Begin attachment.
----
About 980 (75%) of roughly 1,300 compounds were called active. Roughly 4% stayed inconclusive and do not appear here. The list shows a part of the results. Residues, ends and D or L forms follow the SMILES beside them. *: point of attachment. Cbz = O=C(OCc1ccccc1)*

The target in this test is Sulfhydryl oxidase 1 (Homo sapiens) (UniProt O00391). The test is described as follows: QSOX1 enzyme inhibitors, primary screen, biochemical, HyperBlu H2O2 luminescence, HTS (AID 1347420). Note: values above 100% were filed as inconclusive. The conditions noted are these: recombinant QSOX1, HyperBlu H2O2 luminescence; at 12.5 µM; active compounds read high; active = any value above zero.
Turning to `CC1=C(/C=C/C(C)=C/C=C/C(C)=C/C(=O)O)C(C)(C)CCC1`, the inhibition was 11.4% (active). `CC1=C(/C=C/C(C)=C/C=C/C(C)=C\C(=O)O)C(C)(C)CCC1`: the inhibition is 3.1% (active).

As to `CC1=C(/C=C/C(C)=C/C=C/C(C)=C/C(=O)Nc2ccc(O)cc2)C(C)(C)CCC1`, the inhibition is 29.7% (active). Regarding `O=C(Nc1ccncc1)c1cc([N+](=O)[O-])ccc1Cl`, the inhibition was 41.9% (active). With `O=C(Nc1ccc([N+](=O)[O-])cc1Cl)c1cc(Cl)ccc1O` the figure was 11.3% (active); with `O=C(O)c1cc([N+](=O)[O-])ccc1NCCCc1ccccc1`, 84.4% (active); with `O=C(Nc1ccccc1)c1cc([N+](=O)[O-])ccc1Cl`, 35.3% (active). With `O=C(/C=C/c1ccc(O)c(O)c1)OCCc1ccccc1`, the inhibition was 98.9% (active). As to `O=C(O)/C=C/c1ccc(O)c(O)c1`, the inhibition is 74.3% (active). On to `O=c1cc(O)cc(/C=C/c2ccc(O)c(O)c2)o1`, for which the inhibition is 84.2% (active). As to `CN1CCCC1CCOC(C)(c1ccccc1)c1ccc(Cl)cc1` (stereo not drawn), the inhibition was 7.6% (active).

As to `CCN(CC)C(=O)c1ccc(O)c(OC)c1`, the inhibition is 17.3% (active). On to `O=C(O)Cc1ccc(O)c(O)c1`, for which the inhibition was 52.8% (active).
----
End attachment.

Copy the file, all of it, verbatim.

About 980 (75%) of roughly 1,300 compounds were called active. Roughly 4% stayed inconclusive and do not appear here. The list shows a part of the results. Residues, ends and D or L forms follow the SMILES beside them. *: point of attachment. Cbz = O=C(OCc1ccccc1)*

The target in this test is Sulfhydryl oxidase 1 (Homo sapiens) (UniProt O00391). The test is described as follows: QSOX1 enzyme inhibitors, primary screen, biochemical, HyperBlu H2O2 luminescence, HTS (AID 1347420). Note: values above 100% were filed as inconclusive. The conditions noted are these: recombinant QSOX1, HyperBlu H2O2 luminescence; at 12.5 µM; active compounds read high; active = any value above zero.
Turning to `CC1=C(/C=C/C(C)=C/C=C/C(C)=C/C(=O)O)C(C)(C)CCC1`, the inhibition was 11.4% (active). `CC1=C(/C=C/C(C)=C/C=C/C(C)=C\C(=O)O)C(C)(C)CCC1`: the inhibition is 3.1% (active).

As to `CC1=C(/C=C/C(C)=C/C=C/C(C)=C/C(=O)Nc2ccc(O)cc2)C(C)(C)CCC1`, the inhibition is 29.7% (active). Regarding `O=C(Nc1ccncc1)c1cc([N+](=O)[O-])ccc1Cl`, the inhibition was 41.9% (active). With `O=C(Nc1ccc([N+](=O)[O-])cc1Cl)c1cc(Cl)ccc1O` the figure was 11.3% (active); with `O=C(O)c1cc([N+](=O)[O-])ccc1NCCCc1ccccc1`, 84.4% (active); with `O=C(Nc1ccccc1)c1cc([N+](=O)[O-])ccc1Cl`, 35.3% (active). With `O=C(/C=C/c1ccc(O)c(O)c1)OCCc1ccccc1`, the inhibition was 98.9% (active). As to `O=C(O)/C=C/c1ccc(O)c(O)c1`, the inhibition is 74.3% (active). On to `O=c1cc(O)cc(/C=C/c2ccc(O)c(O)c2)o1`, for which the inhibition is 84.2% (active). As to `CN1CCCC1CCOC(C)(c1ccccc1)c1ccc(Cl)cc1` (stereo not drawn), the inhibition was 7.6% (active).

As to `CCN(CC)C(=O)c1ccc(O)c(OC)c1`, the inhibition is 17.3% (active). On to `O=C(O)Cc1ccc(O)c(O)c1`, for which the inhibition was 52.8% (active).